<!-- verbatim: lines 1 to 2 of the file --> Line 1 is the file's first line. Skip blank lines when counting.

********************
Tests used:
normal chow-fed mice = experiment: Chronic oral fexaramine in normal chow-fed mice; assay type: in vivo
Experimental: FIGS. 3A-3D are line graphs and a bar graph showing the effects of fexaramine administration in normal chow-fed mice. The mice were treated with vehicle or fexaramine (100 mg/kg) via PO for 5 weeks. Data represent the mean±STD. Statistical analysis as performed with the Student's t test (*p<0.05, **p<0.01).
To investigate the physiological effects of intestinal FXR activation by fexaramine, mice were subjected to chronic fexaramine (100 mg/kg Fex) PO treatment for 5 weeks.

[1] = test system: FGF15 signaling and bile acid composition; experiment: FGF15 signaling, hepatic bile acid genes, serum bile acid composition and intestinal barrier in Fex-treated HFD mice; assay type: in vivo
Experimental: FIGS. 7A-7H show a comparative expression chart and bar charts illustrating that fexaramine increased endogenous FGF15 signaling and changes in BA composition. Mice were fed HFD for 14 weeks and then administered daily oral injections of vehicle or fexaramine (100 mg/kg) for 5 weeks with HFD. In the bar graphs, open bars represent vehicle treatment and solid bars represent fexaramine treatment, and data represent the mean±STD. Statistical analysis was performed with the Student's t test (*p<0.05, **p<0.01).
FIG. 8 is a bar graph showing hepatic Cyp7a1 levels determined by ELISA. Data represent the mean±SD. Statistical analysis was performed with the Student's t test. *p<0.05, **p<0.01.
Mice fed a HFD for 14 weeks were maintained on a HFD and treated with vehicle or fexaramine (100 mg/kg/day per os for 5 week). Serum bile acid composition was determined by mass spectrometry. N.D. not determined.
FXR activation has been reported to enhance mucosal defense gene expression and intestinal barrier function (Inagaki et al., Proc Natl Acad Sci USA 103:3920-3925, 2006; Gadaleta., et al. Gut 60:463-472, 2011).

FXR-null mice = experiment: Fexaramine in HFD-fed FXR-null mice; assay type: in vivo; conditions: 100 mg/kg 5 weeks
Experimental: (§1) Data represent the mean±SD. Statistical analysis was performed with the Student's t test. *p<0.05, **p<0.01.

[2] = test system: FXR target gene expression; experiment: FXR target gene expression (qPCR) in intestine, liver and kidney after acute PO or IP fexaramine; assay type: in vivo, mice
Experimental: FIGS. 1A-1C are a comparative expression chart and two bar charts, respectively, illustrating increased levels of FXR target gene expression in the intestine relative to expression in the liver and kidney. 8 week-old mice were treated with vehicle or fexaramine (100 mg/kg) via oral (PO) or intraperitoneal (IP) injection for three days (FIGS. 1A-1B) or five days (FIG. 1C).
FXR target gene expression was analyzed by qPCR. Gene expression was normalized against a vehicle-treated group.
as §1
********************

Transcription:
Tests used:
normal chow-fed mice = experiment: Chronic oral fexaramine in normal chow-fed mice; assay type: in vivo